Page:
a second hollow deflection cone mounted in fluid communication with said central aperture formed in said second end plate;
said first hollow deflection cone adapted to engage means for removing viscera from poultry; and
said second hollow deflection cone adapted to engage a source of liquid fluid under pressure;
whereby liquid fluid under pressure flowing into said hollow base member flows in part through said spray apertures formed in said first end plate and is deflected in a cone pattern by said first hollow deflection cone;
whereby liquid fluid under pressure flowing into said hollow base member flows in part through said spray apertures formed in said second end plate and is deflected in a cone pattern by said second hollow deflection cone; and
whereby liquid fluid flowing through said spray apertures cleans an internal cavity of said poultry substantially simultaneously with viscera removal so that contaminates within said hollow cavity are removed before they can become absorbed by tissue surrounding said internal cavity.
Description
BACKGROUND OF THE INVENTION

1. Field of the Invention

This invention relates, generally, to poultry processing devices. More particularly, it relates to a poultry cropper machine that removes contaminates from poultry through a timely and efficient use of water.

2. Description of the Prior Art

Poultry crop removing machines remove the crop and other viscera from previously slaughtered poultry animals such as chickens.

These machines typically include a shackle from which a previously slaughtered chicken or other poultry animal is suspended by its legs. The head and feathers of the animal are removed prior to the time it is attached to the shackle. A rotating device having teeth, known as a cropper, is introduced in a first direction into the chicken's vent and advanced through the digestive system thereof until it exits the chicken through the neck. The cropper removes the esophagus, the ingluvius (crop), and other viscera of the chicken, leaving an internal cavity where such viscera had been. The cropper is withdrawn from the internal cavity by displacing it in a second direction opposite to the first. The eviscerated poultry animal is then transported to a cleaning station where a cleaning device is inserted into the internal cavity to spray it with water for cleanliness purposes.

The advancement of the cropper through the body is a downward motion and the retraction of the cropper from the body requires an upward motion. An endless chain of shackles is driven by a drive means that brings the shackles to the crop removing machine, and the same endless chain carries the eviscerated poultry animals to the cleaning station.

The up and down motion of the cropper is achieved by a camming action. Specifically, the crop-removing machine includes a non-rotating frusto-conical drum having a vertical axis of symmetry. A first downwardly sloping helical deflection plate is secured to the drum. The downwardly sloping deflection plate slideably engages a protuberance that extends from a block so that the block is displaced downwardly as it rotates past the drum. The block is carried by the same drive system that carries the shackles and therefore it moves conjointly therewith. The block carries an elongate rod, known as a spiral rod, downwardly as the block is displaced downwardly by the deflection plate. The crop-removing means is formed at the lowermost end, or leading end, of the spiralted so that the crop-removing means enters the bird at its vent and exits through the neck opening during the downward stroke.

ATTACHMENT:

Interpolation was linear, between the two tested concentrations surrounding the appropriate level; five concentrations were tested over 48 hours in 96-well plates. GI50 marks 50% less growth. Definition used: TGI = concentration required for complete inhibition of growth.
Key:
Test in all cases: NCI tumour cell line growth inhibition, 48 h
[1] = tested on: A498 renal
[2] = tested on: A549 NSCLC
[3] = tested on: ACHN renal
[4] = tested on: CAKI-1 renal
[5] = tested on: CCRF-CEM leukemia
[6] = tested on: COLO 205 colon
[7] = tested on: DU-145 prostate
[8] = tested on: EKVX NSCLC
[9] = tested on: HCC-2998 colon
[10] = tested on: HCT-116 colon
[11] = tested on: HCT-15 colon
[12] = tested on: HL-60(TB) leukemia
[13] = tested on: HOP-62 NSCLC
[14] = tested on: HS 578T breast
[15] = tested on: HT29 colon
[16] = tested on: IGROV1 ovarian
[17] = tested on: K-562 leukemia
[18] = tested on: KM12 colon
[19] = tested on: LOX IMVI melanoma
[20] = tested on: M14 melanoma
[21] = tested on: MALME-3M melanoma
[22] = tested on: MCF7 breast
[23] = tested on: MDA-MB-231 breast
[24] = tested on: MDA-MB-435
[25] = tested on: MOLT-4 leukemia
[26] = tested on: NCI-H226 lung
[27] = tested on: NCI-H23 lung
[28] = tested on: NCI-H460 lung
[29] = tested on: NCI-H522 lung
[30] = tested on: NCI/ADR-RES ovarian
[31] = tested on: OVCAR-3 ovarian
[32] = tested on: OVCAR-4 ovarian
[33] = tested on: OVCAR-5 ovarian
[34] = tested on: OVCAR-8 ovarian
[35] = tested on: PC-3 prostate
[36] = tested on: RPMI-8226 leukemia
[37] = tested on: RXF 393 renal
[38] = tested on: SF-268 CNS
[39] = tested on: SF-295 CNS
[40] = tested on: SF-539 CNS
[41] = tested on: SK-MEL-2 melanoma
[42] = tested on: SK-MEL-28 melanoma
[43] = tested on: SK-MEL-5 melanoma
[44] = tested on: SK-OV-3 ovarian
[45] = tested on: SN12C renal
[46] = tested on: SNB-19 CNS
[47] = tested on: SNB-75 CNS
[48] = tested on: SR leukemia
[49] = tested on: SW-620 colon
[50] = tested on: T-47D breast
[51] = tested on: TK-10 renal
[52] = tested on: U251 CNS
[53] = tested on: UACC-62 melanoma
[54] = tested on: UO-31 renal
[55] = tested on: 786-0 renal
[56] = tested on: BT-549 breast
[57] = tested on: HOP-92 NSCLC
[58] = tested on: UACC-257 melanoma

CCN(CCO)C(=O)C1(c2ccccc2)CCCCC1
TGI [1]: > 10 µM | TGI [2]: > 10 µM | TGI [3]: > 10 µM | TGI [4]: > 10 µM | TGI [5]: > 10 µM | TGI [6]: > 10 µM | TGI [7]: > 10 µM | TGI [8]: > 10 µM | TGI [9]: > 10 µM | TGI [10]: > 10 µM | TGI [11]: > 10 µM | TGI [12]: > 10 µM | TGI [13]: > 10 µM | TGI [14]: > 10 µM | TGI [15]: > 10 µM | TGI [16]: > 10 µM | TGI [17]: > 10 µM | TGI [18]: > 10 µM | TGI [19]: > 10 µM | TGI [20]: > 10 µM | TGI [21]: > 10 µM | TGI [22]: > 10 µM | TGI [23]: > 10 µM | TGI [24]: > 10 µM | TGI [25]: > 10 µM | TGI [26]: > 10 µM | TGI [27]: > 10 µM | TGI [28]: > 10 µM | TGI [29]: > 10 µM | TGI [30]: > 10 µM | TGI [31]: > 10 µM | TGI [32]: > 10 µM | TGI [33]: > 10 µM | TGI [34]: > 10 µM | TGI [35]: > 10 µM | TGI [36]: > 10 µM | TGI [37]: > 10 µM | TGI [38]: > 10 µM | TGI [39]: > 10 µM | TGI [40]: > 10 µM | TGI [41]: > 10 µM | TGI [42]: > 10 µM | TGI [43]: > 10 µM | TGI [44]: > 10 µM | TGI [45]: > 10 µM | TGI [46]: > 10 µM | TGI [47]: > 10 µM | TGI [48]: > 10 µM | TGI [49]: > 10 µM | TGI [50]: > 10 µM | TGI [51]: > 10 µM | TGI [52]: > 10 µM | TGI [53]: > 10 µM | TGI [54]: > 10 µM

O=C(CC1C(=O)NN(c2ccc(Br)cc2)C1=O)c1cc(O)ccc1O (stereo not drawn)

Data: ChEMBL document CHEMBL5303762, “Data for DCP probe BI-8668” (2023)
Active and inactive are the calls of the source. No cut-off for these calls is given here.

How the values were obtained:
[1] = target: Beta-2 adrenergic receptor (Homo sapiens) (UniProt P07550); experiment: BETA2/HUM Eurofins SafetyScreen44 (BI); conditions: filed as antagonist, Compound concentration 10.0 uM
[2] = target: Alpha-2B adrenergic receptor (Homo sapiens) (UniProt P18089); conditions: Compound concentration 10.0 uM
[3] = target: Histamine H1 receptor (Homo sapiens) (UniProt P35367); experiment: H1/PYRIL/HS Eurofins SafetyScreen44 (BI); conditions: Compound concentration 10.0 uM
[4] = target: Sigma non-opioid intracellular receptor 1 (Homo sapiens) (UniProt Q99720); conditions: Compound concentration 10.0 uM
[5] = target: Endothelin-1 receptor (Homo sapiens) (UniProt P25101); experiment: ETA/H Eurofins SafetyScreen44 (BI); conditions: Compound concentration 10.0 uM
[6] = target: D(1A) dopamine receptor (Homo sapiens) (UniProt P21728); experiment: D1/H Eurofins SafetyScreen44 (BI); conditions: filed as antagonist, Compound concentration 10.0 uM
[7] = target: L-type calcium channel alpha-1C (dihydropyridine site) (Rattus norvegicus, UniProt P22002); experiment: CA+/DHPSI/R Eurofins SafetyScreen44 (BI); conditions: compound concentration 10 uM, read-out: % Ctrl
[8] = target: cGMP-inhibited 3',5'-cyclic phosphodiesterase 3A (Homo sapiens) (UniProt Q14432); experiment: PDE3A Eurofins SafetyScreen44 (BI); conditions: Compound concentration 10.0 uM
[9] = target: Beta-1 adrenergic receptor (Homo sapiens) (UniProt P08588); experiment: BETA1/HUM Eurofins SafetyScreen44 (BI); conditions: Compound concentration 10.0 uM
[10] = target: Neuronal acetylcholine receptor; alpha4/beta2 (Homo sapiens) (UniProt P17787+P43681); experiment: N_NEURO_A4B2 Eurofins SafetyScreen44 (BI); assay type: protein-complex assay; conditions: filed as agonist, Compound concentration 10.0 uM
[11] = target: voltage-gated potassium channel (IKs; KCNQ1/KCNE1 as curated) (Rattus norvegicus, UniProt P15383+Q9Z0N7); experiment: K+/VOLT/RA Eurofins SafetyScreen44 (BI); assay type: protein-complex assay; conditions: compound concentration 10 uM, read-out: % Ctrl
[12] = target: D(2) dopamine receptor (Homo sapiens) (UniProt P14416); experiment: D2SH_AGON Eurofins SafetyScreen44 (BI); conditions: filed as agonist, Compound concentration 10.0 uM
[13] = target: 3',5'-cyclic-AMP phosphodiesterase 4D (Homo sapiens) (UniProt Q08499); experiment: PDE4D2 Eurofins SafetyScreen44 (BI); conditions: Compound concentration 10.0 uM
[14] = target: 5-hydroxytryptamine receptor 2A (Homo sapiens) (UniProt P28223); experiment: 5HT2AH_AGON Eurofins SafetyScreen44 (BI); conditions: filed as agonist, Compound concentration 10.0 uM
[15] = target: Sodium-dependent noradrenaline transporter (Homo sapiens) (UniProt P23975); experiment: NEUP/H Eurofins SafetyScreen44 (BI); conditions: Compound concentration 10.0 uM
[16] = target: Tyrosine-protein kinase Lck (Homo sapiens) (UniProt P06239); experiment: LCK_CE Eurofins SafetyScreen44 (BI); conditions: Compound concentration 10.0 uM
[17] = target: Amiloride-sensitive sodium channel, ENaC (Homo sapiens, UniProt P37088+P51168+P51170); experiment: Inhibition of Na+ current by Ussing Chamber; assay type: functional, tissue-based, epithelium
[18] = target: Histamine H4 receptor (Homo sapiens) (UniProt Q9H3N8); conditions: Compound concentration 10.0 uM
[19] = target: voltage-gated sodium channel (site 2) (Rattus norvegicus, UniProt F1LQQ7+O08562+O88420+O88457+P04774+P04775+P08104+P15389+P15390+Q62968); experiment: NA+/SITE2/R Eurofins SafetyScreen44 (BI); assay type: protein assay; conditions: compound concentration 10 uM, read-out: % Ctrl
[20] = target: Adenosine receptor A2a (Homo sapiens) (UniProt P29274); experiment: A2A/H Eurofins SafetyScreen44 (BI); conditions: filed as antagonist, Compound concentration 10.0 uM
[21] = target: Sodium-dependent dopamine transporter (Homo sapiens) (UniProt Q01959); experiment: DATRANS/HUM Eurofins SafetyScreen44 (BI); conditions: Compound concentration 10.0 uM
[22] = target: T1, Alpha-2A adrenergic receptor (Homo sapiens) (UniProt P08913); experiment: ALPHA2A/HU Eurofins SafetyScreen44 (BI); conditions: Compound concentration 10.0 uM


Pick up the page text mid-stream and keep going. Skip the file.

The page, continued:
A second, upwardly sloping helical deflection plate is mounted to the drum such that its lowermost end is near the lowermost end of the downwardly sloping deflection plate. Accordingly, the protuberance formed in the block disengages from the downwardly sloping deflection plate at its lowermost end and enters into sliding engagement with the upwardly sloping deflection plate as the block follows its predetermined path of travel. This drives the block and the spiral rod upwardly so that the crop-removing means re-enters the chicken at its neck opening and exits the chicken at the vent.

The crop-removing means is typically washed with a spray of chlorinated water and a brush after it exits the neck opening on the downward stroke and again after it exits the vent on the upward stroke so that it is clean before it enters the vent of the next chicken. The brush removes the viscera from the cropper.

The block also includes a rotation means to rotate the spiral rod about its longitudinal axis of symmetry as it alternately travels upwardly and downwardly. This rotates the cropper so that teeth formed therein can better grasp the viscera and remove it. A helix is formed along a predetermined extent of the spiral rod and the helix engages a cam means within the block that effects the desired rotation of the spiral rod as it reciprocates up and down.

The primary drawback of the current apparatus, described above, is that the viscera is removed at a crop-removing station, and the interior cavity of the bird is not washed until later, at a washing station. Thus, contaminates in the interior cavity have time to become absorbed into tissue surrounding the cavity and no amount of water can properly clean the contaminates from the bird.

Processing plant owners typically request chicken farmers to turn off their chickenfeeding machines about twenty four hours before delivering the birds to the processing plant so that the stomachs of the chickens will be substantially empty upon their arrival at the plant. A bird with an empty stomach is more easily cleaned and made safe for human consumption. However, some farmers continue to feed their chickens right up to delivery time, because the chickens are sold by weight and the farmer desires a maximum payment. When a recently-fed chicken is processed, its stomach and bowel contents may be splattered about during the viscera removal process, and chickens suspended from adjacent shackles may be contaminated thereby. This requires the entire lot of chickens to be rejected for human use because no amount of water can safely and effectively clean the recently-fed chicken and the nearby chickens that may have been splattered with fecal matter and the like.